Within the limits of the Tora-Kamensky OPR, in addition to the outcrops of granitoids of the Kropotkinsky complex, the Nikitinsky massif, dikes of diorites, kersantite dolerites were found. Within this OPR, the Martovsko-Nikitinsky ore cluster is distinguished with the predominant develop-ment of rare metal mineralization with gold [36, 38, 39]. Within its limits, hornfelsed to a various degree terrigenous Precambrian rocks of the Krasnorechenskaya and Slozhnenskaya formations predominate. Greisenized biotite granites of the apical protrusion of the granitoid massif are exposed among hornfelses in the southwestern part of this cluster in an area of about 700 m2. By composition, they belong to the С1‑2  granite-leucogranite formation. In total, within the Tora-Kamensky OPR, according to the data of prospecting and geological surveys at 1:200,000 and 1:50,000 scales, six gold occurrences were identified: three gold-quartz and three gold-sulphide-quartz formations; 25 points of mineralization and geochemical anomalies of gold. Three gold-rare metal occurrences and ten points of rare metal mineralization, as well as geochemical anomalies and points of mineralization of a number of ore elements (20 copper, 4 arsenic, 2 lead) were found in the area. In addition to primary sites, numerous gold placers were found in this area along the Tora, Kamenka with tributaries, Porozhistaya rivers, as well as the ₽3-N1 placer Vodorazdelnaya in the interfluve of the lower reaches of the Tora and Kamenistaya rivers.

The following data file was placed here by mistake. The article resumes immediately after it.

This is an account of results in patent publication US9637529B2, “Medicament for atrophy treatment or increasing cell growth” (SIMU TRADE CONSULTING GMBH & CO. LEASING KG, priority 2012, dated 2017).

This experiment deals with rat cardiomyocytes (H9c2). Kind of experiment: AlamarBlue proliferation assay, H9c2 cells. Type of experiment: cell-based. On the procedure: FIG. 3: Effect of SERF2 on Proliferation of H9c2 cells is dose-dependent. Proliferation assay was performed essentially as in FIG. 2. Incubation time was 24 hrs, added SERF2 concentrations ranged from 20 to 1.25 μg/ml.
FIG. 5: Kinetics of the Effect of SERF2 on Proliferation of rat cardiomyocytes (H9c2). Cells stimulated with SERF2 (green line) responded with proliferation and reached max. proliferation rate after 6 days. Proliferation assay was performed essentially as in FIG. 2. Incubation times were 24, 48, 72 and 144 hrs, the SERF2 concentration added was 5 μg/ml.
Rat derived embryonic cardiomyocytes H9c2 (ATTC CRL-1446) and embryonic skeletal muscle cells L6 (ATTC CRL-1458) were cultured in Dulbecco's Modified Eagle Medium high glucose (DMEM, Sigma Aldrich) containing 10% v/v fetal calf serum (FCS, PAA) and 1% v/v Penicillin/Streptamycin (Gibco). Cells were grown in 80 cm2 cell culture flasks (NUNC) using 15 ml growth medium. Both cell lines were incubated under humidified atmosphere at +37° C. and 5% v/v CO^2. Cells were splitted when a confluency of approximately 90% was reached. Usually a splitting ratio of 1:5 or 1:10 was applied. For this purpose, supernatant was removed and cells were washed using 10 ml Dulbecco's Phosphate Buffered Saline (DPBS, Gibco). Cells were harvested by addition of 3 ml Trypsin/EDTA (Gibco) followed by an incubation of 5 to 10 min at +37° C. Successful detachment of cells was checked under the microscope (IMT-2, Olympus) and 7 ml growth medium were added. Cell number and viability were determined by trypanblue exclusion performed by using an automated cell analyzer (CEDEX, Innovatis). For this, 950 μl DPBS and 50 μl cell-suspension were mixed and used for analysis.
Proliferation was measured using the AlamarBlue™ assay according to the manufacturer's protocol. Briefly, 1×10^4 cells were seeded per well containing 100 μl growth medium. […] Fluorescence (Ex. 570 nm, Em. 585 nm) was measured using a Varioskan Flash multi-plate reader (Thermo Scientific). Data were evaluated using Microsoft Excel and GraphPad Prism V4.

The Martovskoye, Nikitinskoye, and Mordovinskoye occurrences are at a distance of six to seven km from each other [38]. Ore formations are represented by zones of veins and veinlets 15-20 m thick and 1500-1600 m long. The Martovskoye occurrence consists of two northeast-trending zones with significant rare metal mineralization and a near-latitudinal zone 800 m long with polysulphide mine-ralization. The thickness of individual veins is small, 0.1-0.7 m, the maximum is 1-2 m, and the debris length is 15-20 m. In some places, small, a few hundred m2 in size, stockworks are noted. The localization of ore bodies is different. In the Martovsky and Mordovinsky areas, the veinlet-vein zones are in hornfelses, and in the Nikitinsky area, both in hornfelses and in greisenized granites [38].